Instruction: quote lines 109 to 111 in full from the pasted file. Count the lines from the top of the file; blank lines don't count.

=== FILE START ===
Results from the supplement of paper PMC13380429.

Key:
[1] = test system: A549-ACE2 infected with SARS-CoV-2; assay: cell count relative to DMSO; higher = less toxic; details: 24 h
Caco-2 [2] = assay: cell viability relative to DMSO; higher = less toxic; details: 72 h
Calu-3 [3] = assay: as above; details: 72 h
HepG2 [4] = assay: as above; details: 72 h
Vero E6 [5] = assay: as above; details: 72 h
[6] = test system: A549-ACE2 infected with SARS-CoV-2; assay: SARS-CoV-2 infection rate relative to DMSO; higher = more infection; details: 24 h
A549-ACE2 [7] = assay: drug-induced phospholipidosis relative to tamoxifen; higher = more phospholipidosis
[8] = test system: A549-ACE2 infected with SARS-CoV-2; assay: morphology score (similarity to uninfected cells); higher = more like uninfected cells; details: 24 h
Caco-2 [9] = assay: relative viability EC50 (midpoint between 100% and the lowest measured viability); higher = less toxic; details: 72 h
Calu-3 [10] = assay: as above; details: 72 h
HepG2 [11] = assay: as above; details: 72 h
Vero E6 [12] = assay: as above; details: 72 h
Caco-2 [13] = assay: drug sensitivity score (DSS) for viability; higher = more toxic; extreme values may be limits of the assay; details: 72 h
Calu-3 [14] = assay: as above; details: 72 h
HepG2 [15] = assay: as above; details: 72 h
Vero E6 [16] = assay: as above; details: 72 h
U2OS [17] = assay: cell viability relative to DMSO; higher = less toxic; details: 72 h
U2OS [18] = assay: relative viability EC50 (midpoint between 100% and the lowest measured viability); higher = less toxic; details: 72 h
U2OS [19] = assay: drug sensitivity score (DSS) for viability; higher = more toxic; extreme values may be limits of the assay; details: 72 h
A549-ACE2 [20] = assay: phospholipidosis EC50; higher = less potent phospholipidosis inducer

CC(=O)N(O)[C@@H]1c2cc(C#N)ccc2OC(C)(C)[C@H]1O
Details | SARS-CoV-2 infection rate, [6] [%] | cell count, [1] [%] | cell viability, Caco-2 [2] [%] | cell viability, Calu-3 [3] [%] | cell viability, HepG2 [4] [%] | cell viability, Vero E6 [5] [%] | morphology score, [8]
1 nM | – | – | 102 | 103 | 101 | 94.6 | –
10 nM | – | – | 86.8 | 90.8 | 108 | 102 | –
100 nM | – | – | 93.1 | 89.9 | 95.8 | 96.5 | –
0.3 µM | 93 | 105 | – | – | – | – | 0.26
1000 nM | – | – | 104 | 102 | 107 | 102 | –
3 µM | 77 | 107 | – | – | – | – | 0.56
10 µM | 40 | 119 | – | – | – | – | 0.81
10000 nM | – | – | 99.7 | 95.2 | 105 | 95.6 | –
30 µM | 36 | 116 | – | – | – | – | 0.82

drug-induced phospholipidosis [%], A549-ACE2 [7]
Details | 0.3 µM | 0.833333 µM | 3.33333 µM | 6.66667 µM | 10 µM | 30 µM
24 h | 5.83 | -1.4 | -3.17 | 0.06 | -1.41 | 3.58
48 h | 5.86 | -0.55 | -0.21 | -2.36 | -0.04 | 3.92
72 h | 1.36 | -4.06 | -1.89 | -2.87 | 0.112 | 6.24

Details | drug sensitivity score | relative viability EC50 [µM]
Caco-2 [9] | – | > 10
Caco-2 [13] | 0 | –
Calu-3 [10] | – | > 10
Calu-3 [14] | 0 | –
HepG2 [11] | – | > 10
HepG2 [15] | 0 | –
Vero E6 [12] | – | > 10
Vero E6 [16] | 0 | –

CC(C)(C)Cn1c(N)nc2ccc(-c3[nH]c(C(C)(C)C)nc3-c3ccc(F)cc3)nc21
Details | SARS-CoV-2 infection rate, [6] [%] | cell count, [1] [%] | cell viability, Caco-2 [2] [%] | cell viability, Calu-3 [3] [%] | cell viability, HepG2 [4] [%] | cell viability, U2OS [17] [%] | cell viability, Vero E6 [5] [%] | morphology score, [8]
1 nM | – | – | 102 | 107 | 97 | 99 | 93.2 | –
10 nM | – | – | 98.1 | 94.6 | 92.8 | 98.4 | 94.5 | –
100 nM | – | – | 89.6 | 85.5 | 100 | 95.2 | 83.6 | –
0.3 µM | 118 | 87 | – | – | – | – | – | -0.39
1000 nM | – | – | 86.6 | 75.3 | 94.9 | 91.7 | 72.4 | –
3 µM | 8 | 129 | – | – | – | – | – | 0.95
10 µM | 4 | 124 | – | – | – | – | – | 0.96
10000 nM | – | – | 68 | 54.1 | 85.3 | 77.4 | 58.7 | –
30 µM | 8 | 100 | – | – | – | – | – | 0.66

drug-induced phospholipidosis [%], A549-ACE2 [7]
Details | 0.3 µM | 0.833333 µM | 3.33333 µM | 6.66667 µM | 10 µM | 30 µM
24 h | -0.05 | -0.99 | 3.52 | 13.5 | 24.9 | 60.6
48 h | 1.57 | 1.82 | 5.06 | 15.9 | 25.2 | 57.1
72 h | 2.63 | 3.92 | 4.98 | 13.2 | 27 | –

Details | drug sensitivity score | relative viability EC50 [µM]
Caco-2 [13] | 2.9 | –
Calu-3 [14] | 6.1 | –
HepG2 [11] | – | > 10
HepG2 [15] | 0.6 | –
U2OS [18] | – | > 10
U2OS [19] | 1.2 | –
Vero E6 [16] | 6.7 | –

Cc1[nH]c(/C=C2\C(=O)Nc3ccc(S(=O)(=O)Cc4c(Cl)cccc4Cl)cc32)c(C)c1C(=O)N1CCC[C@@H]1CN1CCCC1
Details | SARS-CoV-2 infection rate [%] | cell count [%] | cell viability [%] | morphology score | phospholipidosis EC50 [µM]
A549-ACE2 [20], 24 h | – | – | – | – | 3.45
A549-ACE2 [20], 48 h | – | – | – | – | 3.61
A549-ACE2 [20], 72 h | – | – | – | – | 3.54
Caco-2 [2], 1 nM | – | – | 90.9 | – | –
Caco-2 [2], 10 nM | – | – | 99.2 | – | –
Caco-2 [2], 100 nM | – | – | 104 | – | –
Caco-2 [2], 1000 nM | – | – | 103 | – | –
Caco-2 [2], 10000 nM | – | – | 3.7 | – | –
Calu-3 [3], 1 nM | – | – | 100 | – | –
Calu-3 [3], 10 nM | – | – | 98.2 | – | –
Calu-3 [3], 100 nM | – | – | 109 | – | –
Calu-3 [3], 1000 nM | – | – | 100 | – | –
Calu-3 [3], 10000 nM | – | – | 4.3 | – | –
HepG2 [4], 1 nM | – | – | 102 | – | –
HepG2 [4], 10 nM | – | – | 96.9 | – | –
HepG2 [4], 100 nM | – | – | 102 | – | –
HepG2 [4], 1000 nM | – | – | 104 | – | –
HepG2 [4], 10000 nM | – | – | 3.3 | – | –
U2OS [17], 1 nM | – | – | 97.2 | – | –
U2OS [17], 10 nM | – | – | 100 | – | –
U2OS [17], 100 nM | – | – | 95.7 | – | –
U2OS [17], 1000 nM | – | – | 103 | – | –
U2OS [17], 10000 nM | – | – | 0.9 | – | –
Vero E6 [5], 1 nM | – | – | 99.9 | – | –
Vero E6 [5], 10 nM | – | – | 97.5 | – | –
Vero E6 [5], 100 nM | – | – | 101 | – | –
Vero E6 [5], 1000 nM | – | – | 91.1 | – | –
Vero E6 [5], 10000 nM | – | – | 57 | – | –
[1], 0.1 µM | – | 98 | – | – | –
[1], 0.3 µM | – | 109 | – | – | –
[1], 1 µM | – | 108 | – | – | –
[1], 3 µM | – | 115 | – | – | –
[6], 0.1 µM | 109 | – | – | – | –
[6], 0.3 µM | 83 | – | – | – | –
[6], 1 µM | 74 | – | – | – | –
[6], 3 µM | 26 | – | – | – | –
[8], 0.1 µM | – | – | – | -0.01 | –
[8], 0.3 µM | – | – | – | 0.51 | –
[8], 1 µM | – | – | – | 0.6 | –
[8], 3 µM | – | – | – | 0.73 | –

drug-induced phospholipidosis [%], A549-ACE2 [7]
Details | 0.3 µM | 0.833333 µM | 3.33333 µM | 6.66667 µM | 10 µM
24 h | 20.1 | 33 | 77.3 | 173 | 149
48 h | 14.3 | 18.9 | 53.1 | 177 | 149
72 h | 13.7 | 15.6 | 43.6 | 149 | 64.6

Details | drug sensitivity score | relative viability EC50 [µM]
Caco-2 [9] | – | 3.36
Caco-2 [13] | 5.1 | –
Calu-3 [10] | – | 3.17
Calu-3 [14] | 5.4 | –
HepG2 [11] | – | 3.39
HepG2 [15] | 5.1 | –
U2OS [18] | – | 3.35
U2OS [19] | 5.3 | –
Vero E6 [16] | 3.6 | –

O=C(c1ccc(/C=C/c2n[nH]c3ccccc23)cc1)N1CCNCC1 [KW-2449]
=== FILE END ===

[6], 3 µM | 26 | – | – | – | –
[8], 0.1 µM | – | – | – | -0.01 | –
[8], 0.3 µM | – | – | – | 0.51 | –